Q. Did you believe that degree of optimism was justified?

    A. I certainly did. I felt it was an accurate important portrayal.

    General Westmoreland acknowledged, under intense cross-examination, that he had told President Johnson, the press and others in November 1967 that American troops were ''grinding down the enemy,'' as the cable also indicated. But he said he did not intend to convey the impression that ''the war was about to be over.'' Wide-Ranging Testimony

    And how did that turn out?  From the Wiki:

    Westmoreland declared "victory," but later conceded that his team's "jury watcher" had concluded he was likely to lose.[13] The New York Times reported that Westmoreland had "surrendered to the evidence that . . . he and some of his aides in Vietnam in 1967 manipulated the estimates of enemy strength, apparently for political effect." "At the end, he stood in imminent danger of having a jury confirm the essential truth of the CBS report. For, in court, as on the original program, the general could not get past the testimony of high-ranking former subordinates who confirmed his having colored some intelligence information."[14] One of the jurors, speaking to the press when the trial adjourned, stated "The evidence in favor of CBS was overwhelming." [15]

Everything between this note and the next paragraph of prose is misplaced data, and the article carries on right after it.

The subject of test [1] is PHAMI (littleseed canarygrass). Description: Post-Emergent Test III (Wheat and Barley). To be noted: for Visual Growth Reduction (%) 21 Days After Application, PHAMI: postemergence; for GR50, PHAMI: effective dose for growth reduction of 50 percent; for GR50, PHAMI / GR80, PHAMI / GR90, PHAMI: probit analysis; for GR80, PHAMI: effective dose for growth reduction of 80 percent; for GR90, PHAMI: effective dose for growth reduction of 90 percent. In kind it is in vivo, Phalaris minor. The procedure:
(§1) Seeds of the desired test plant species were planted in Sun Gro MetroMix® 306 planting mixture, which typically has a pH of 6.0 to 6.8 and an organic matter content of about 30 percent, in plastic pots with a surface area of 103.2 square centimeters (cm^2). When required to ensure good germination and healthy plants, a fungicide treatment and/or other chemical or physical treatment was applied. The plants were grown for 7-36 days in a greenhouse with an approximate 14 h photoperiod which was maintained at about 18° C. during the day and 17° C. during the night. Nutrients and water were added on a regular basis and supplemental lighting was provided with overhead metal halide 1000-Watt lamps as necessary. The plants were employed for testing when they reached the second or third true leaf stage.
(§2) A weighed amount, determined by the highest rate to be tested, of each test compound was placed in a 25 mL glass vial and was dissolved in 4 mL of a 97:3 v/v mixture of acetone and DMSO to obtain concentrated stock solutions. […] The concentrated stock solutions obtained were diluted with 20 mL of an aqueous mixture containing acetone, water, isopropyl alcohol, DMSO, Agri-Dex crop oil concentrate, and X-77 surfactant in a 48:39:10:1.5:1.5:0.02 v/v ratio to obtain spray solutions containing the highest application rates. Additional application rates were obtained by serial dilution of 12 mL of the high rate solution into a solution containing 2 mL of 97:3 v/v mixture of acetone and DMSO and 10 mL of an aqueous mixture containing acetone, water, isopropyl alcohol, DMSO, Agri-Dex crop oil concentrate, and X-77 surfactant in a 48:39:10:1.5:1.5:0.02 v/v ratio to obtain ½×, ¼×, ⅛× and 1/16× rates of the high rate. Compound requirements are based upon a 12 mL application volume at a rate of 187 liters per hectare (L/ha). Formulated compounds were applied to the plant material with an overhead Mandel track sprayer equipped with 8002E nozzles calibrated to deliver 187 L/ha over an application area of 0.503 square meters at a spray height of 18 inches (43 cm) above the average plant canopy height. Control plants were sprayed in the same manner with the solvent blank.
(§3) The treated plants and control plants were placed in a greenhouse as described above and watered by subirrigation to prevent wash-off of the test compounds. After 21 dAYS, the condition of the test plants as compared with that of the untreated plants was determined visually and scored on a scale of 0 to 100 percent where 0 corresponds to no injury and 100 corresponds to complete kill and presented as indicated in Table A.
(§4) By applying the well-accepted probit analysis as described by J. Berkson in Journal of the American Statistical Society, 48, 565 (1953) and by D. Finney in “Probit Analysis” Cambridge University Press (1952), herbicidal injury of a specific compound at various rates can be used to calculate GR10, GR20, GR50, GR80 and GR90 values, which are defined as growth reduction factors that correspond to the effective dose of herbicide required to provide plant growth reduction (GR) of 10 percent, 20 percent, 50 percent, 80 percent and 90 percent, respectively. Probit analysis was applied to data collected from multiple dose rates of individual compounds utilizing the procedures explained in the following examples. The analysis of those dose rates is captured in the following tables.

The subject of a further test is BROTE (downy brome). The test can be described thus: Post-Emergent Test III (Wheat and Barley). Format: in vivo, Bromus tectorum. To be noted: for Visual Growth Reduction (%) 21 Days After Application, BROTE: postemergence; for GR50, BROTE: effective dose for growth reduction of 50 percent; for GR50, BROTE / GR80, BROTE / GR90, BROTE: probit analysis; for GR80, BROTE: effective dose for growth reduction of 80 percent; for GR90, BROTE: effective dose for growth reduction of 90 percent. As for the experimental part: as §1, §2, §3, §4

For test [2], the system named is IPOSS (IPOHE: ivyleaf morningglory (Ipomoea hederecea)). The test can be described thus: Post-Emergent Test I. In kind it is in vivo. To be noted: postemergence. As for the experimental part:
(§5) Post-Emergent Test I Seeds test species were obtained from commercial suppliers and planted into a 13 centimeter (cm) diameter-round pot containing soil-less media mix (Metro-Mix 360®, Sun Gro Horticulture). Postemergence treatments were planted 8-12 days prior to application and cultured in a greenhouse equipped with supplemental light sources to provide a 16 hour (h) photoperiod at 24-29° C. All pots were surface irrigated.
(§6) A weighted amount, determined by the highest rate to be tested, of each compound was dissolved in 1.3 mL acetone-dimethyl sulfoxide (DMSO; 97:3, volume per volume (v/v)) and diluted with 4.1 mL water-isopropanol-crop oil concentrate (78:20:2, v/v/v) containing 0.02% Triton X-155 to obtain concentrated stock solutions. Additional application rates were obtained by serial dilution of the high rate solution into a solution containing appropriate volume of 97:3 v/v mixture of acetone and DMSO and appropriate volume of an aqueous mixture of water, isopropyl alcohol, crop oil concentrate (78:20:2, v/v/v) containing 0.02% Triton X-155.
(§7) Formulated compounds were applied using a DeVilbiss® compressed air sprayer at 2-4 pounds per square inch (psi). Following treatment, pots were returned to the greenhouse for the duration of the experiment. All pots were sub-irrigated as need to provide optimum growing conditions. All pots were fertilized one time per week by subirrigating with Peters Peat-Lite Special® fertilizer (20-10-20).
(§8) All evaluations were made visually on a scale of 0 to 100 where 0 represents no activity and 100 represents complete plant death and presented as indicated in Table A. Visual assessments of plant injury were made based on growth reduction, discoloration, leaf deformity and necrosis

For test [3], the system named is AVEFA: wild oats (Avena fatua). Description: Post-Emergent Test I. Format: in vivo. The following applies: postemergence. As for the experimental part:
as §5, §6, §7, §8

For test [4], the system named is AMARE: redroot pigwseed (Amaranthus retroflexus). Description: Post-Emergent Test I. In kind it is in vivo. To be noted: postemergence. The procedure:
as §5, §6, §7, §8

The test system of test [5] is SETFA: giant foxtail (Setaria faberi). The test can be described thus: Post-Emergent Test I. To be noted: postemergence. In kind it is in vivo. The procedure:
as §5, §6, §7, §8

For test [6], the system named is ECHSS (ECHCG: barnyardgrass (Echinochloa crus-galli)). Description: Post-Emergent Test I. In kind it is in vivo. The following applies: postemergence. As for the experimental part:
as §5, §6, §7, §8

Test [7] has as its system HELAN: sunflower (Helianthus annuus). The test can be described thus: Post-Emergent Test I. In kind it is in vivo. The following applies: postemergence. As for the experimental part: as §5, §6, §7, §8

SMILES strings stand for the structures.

So the Progressive/Marxist/Lieberals got to the subordinates as well.

    Thanks for helping me educate people about the war, folks.


    And If this is too much of a digression (none / 0) (#165)
    by Mordiggian 88 on Sat Jun 27, 2015 at 12:03:05 PM EST